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3 July 2002, 01:14 pm
On Standby
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Tour de France a Voile
Dunkerque

The 40 teams participating in the Tour de France à la Voile 2002 are still on stand-by in Dunkerque. The start of the first offshore race is still delayed.

The boats left the docks this morning at 6 :00 but came back an hour later. When they were in the lock, René Boulaire, the race committee's director, received the an updated weather forecast with a new gale warning and decided that it wouldn't be safe to start a race.

At 12:00, René Boulaire and Manfred Ramspacher, the director of the Tour de France à la Voile, held a skippers briefing to inform the crews of the situation.

"The gale warning is maintained until Wednesday morning. The wind forecast is for force 5 to 6 increasing to force 7 to 8 tomorrow. The waves at Cape Gris-Nez are five meters high", explained René Boulaire.

"There is no way I can start a race with a warning gale. It is too dangerous. So we'll have to wait until the weather situation improves. Therefore, I ask you to stay on stand-by", added the race committee director.

Manfred Ramspacher, who was already in Dieppe where the official village has been set up since yesterday, drove back to Dunkerque to attend the skippers briefing.

"It is disappointing but there is nothing we can do. We want to try and keep the schedule as originally planned, but we have decided that the boats won't go to Dieppe and will sail directly from Dunkerque to Cherbourg as soon as it is possible", commented Manfred Ramspacher. "Hopefully, once in Cherbourg, we'll be able to get back to normal with our programme", he added.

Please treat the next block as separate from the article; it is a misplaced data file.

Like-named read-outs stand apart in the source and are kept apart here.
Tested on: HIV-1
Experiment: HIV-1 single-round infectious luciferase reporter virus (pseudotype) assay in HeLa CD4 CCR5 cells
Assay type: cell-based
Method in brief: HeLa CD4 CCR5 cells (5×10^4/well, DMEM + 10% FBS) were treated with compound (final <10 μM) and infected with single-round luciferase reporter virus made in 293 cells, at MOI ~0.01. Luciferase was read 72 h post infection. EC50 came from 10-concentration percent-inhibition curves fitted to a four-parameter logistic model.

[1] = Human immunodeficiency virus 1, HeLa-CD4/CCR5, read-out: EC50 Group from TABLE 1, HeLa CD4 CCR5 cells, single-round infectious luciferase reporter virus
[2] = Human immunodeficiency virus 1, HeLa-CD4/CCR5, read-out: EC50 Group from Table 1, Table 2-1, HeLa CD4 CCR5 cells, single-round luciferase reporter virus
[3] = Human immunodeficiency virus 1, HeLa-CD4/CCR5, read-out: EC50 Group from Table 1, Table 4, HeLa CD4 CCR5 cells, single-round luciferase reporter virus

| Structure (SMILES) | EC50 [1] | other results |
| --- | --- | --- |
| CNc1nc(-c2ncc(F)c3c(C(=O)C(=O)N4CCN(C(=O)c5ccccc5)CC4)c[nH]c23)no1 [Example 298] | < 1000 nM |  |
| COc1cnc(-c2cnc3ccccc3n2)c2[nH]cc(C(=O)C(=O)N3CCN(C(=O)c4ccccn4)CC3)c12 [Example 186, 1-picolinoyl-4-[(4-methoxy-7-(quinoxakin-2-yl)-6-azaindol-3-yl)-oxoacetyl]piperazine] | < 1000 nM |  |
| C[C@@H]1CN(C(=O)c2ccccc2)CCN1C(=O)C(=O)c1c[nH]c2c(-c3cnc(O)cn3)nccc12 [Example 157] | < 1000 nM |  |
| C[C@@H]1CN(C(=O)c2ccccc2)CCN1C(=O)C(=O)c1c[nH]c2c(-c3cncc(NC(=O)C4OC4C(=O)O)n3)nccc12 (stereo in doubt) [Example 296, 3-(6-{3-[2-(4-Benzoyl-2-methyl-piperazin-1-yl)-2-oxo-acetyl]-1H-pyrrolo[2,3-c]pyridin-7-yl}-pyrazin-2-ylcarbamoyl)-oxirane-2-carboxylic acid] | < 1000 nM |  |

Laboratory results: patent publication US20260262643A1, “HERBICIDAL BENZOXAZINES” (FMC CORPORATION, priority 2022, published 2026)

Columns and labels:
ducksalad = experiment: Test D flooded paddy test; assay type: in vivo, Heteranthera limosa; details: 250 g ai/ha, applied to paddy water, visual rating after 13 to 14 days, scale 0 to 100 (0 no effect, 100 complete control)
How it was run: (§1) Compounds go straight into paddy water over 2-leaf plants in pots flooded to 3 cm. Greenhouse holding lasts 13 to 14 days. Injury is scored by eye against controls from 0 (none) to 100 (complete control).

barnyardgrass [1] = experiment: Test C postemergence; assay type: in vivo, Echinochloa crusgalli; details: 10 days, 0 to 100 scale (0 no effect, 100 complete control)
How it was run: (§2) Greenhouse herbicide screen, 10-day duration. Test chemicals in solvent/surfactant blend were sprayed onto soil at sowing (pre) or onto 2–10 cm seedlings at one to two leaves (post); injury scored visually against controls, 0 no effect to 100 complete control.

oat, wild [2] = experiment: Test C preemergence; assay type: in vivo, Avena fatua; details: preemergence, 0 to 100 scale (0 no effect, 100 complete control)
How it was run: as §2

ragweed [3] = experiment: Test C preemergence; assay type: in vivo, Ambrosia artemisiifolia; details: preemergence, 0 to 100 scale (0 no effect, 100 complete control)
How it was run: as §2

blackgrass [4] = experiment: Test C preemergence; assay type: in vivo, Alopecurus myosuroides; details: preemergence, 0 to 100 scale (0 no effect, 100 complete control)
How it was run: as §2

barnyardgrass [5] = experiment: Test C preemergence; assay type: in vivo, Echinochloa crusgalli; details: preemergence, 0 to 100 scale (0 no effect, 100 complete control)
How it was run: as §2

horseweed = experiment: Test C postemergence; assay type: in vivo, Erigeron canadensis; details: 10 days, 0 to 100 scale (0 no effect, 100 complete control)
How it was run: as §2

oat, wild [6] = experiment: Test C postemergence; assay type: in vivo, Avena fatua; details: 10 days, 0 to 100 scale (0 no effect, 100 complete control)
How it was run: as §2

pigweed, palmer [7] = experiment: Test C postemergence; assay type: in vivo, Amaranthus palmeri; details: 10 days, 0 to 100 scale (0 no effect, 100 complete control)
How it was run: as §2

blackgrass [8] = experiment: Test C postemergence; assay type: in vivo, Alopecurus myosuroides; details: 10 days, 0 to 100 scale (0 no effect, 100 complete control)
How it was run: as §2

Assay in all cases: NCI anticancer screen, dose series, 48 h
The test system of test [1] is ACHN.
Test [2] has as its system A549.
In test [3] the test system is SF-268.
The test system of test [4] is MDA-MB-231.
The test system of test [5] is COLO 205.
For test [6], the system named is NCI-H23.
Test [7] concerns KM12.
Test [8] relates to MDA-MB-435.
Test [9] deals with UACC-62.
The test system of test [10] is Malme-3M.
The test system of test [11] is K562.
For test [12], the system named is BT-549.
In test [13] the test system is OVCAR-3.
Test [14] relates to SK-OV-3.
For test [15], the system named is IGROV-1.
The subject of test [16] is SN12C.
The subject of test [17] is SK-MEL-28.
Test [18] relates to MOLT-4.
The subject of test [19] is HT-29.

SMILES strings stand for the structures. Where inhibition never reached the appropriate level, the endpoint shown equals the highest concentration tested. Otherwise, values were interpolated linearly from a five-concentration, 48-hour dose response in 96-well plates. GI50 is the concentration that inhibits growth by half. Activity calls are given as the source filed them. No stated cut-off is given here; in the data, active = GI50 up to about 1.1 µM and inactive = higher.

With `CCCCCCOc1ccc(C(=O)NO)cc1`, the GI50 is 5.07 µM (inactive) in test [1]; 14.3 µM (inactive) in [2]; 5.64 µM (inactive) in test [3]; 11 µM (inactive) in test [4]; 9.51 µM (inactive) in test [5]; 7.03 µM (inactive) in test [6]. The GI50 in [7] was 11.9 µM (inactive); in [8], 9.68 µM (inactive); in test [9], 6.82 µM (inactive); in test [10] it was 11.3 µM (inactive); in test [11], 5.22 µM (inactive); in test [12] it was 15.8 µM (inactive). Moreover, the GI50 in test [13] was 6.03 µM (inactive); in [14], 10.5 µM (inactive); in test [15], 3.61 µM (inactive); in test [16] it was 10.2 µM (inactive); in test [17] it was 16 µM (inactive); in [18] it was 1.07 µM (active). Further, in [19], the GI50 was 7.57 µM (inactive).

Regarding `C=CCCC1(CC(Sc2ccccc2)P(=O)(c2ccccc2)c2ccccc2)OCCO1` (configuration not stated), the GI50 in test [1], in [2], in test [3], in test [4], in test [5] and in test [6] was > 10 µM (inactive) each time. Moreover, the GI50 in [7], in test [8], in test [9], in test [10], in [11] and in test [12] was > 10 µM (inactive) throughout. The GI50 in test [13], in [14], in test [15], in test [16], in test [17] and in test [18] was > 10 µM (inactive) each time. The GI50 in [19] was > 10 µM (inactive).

Though disap ointed, the sailors understand the decision. "It was the right decision to take. We just have got to be patient. Sailing is not football. We depend on the weather conditions. We just have to wait and pray for the conditions to improve as soon as possible", commented Pierre-Loïc Berthet, the skipper of the leading boat Nantes-St-Nazaire.

"We feel very frustrated but we respect their decision. It is frustrating though to be on stand-by and not to know when we'll start the race because we can't prepare for it", said Owen Modral, skipper of British boat Royal Thames.
The two British teams decided to go go-karting this afternoon.

"If they change the course of the race, direct to Cherbourg, we'll also have some more navigation work to be done", said Panther Team GBR's Rob Greenhalgh.

The team comprised of Aussies, British and Dutch onboard Force EDC intended to do some work to the boat. "We're taking the opportunity to work on the boat. There are always little things to improve. We're getting ideas from the others", explained Simon Sutherland, the Australian skipper. "Sam Stephens, our navigator, keeps an eye on the weather forecast and will do some navigation work on the new course. I'm disappointed of course especially because I don't know France well and it would be nice to see all the towns we supposed to stop at", added Simon Sutherland.

Sam Stephens said: "It is hard to keep the crew in the right frame of mind. We were ready to do the event and to race every day. And now we're just sitting here doing nothing"

With the wind having increased a lot here in Dunkerque and the waves are starting the get really big, every one realise that the race committee did the right call not to start a race. Some of the student teams who sleep in tents on the "Assistance Village" have been offered to sleep in a gymnasium to keep their feet dry.

The race committee will hold another skippers' briefing on Wednesday morning to keep the crews up-to-date.



Isabelle Musy/News Editor
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